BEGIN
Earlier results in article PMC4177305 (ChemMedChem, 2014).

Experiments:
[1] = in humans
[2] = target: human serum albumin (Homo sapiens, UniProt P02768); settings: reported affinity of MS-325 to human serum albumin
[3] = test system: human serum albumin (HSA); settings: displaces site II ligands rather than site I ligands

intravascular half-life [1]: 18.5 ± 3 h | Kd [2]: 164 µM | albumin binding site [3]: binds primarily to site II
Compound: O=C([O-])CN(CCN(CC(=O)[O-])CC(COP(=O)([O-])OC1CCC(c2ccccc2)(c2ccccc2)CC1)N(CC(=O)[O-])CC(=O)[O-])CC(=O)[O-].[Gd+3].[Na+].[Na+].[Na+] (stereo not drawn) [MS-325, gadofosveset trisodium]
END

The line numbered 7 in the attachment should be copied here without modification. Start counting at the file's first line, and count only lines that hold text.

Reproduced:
Compound: O=C([O-])CN(CCN(CC(=O)[O-])CC(COP(=O)([O-])OC1CCC(c2ccccc2)(c2ccccc2)CC1)N(CC(=O)[O-])CC(=O)[O-])CC(=O)[O-].[Gd+3].[Na+].[Na+].[Na+] (stereo not drawn) [MS-325, gadofosveset trisodium]